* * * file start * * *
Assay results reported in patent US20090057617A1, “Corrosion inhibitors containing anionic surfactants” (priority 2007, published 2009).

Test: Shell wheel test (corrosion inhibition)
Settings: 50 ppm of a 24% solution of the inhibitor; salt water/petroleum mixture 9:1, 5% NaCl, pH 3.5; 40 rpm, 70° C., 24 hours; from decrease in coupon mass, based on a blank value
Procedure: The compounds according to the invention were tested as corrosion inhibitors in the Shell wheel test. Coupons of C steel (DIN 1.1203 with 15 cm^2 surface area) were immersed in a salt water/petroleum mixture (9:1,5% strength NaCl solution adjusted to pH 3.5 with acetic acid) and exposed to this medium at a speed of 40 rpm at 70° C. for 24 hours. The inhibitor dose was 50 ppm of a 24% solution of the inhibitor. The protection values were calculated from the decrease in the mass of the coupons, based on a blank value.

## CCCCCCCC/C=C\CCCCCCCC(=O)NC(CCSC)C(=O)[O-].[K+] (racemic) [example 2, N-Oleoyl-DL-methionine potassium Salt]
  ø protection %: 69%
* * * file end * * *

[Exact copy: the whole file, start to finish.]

Assay results reported in patent US20090057617A1, “Corrosion inhibitors containing anionic surfactants” (priority 2007, published 2009).

Test: Shell wheel test (corrosion inhibition)
Settings: 50 ppm of a 24% solution of the inhibitor; salt water/petroleum mixture 9:1, 5% NaCl, pH 3.5; 40 rpm, 70° C., 24 hours; from decrease in coupon mass, based on a blank value
Procedure: The compounds according to the invention were tested as corrosion inhibitors in the Shell wheel test. Coupons of C steel (DIN 1.1203 with 15 cm^2 surface area) were immersed in a salt water/petroleum mixture (9:1,5% strength NaCl solution adjusted to pH 3.5 with acetic acid) and exposed to this medium at a speed of 40 rpm at 70° C. for 24 hours. The inhibitor dose was 50 ppm of a 24% solution of the inhibitor. The protection values were calculated from the decrease in the mass of the coupons, based on a blank value.

## CCCCCCCC/C=C\CCCCCCCC(=O)NC(CCSC)C(=O)[O-].[K+] (racemic) [example 2, N-Oleoyl-DL-methionine potassium Salt]
  ø protection %: 69%